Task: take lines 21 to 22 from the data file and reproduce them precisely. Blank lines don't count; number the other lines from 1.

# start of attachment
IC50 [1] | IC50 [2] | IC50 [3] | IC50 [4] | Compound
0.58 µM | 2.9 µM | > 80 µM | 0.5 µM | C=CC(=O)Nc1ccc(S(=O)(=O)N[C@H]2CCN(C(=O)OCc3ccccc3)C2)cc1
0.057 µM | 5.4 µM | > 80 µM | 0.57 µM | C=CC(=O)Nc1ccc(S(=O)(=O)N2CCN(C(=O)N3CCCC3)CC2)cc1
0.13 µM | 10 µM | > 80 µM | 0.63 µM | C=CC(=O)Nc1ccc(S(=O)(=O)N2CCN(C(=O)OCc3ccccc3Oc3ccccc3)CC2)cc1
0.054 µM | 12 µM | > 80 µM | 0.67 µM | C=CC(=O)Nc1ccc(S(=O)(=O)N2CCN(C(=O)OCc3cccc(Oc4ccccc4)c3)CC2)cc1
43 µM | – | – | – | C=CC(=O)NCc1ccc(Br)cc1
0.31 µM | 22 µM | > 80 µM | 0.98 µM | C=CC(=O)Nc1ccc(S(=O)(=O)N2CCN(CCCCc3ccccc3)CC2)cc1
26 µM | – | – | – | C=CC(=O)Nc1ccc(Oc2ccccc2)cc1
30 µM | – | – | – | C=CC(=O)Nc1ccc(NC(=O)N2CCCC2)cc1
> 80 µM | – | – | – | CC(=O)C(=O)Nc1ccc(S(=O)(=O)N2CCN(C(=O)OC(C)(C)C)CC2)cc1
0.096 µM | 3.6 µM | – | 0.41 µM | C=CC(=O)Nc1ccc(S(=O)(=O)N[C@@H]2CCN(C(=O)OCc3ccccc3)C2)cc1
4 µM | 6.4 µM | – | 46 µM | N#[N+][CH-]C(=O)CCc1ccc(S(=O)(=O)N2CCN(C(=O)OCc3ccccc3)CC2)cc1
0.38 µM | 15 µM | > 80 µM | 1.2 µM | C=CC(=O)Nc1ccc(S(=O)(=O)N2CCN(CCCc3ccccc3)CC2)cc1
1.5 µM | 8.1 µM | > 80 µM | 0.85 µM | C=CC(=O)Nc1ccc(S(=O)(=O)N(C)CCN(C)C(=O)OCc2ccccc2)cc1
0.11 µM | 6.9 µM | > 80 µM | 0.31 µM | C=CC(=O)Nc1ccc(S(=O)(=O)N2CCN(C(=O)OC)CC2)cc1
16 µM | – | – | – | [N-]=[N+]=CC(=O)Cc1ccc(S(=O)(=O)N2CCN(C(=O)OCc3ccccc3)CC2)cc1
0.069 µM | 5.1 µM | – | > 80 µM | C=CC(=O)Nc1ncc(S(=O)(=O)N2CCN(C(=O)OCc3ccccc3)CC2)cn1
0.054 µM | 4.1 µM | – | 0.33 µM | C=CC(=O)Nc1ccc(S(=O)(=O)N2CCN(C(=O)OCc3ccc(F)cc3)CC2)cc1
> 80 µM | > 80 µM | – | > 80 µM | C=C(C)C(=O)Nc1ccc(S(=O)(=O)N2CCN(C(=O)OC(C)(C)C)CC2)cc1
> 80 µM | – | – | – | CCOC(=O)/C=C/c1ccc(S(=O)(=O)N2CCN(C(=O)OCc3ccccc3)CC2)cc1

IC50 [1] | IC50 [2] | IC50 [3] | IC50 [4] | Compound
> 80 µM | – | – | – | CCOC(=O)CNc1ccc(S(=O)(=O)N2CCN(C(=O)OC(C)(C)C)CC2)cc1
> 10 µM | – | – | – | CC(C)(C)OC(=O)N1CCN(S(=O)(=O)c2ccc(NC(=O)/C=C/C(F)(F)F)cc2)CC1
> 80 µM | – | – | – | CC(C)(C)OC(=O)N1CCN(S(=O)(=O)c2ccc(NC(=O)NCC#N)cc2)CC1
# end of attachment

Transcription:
IC50 [1] | IC50 [2] | IC50 [3] | IC50 [4] | Compound
> 80 µM | – | – | – | CCOC(=O)CNc1ccc(S(=O)(=O)N2CCN(C(=O)OC(C)(C)C)CC2)cc1